Digitizing Dance

This short comical clip got me to think if anyone out there has considered digitizing dance? This is can be more than a new type of ethnographic research. One could not only digitize dance as a sort of cultural preservation but one could begin to do really interesting statistics and comparisons of cross cultural dances since data is plotted in physical space. Hell, it could even become a form of phylogenetic analysis, who knows?

7 thoughts on “Digitizing Dance

  1. That’s actually a brilliant idea! As far as I’m aware dance is something that isn’t really researched much in anthropology, but I haven’t taken any ethnomusicology courses, which is perhaps where it is talked about. If I make it to grad school this might just be something that I seriously consider looking into further. Thanks for sharing.

  2. A methodology for “digitizing” dance already exists. It’s called “Choreometrics,” and is an outgrowth from the “Cantometrics” system for systematically encoding vocal music, developed by Alan Lomax and myself early in the 60’s. Lomax created Choreometrics in collaboration with Irmgard Bartenieff and Forrestine Pauley later in the same decade. Both the Cantometric and Choreometric coding systems are defined and discussed in Lomax et al., “Folk Song Style and Culture,” which can still be purchased, in paperback form, at Amazon.com. Lomax directed several very interesting films illustrating his method and the various ways it can be applied to the comparative study of dance as an expression of culture and history. The Cantometric database has recently been revived (for more info, see my blog at http://music000001.blogspot.com/) and the Choreometric database will hopefully follow soon. A DVD containing most of Lomax’s films on Choreometrics is due for release very soon. For more info on this, see http://www.culturalequity.org.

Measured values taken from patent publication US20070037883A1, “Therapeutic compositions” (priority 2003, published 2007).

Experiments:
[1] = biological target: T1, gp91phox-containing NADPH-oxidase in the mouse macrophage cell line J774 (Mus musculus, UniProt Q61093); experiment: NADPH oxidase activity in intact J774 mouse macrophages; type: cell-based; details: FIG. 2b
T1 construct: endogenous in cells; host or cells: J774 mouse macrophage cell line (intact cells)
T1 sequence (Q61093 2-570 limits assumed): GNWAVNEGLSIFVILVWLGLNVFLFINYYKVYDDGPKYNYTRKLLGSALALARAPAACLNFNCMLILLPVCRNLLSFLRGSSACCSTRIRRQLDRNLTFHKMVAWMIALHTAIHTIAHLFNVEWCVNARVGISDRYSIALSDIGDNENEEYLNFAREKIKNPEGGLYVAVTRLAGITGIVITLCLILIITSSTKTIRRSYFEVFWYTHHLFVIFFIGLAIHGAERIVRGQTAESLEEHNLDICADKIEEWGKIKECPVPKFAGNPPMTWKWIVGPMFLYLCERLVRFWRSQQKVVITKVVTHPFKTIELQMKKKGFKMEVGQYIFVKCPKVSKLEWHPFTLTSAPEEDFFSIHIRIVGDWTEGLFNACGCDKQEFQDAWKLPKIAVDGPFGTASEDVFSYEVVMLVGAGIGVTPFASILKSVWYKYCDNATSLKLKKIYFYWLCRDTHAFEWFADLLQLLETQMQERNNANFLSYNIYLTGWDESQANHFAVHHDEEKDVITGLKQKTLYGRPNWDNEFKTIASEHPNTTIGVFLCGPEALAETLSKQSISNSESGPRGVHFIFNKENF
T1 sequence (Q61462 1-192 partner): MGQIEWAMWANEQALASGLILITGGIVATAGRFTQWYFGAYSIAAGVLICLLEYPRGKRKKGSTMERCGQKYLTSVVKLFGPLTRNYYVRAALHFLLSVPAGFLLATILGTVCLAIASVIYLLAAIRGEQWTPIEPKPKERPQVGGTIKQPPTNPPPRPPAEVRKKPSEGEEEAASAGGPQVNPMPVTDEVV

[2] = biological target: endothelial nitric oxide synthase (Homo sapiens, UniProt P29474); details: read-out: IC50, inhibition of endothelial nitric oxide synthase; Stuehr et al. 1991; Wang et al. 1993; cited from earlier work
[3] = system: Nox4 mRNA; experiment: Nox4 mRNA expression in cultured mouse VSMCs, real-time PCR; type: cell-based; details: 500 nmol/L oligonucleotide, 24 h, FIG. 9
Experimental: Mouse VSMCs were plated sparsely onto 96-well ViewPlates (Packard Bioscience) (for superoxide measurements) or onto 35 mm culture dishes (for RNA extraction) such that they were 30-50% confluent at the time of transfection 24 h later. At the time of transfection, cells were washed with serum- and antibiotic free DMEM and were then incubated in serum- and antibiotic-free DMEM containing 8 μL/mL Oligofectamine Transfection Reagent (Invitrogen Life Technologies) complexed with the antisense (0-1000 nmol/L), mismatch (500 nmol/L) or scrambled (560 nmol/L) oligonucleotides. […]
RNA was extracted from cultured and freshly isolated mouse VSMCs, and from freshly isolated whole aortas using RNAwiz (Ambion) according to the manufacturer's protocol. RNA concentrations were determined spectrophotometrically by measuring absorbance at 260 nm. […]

By the way, the video you’ve presenting above is distasteful and offensive.

  3. Victor, thanks for the input. As far as the distasteful and offensive nature of the video, does it change if you consider people from the ethnicity that’s represented made the video? The man dancing in the background to which the computer cartoon model traces movements, is an Indian man named Arjun doing Bhangra, his friends traced this dance with motion technology.

  4. Sorry Kambiz, I didn’t mean to offend YOU. It’s just that the use of a highly sophisticated, subtle and beautiful dance tradition as a device to show off a completely ordinary, unoriginal and banal digital animation technology, featuring a cartoon character that demeans that tradition, really bothers me.

    I understand your point, however, because you were looking beyond the imagery itself to the possibilities it represents for the digital representation and comparison of different dance styles, and that potential IS very interesting and meaningful for sure. In principal this technology could be used as the basis for the digital analysis of many different types of dance and I agree, that would be a very cool thing to do.

  5. Well Victor, I’m sorry it doesn’t appease to your level of intelligence. I’ve always welcomed your insightful comments to this site but I really don’t understand what is so distasteful and offensive to your intellect with this video.

    If you find a non-offensive video that documents the same thing, i.e. an ethnic dance being captured with motion technology, let me know and I’ll be more than happy to swap out the video.

    Kambiz

  6. It seems that the video is not online anymore and it is a pitty since i was interested to see it…it would be good to widen the discussion beyond just one opinion. Thank you.

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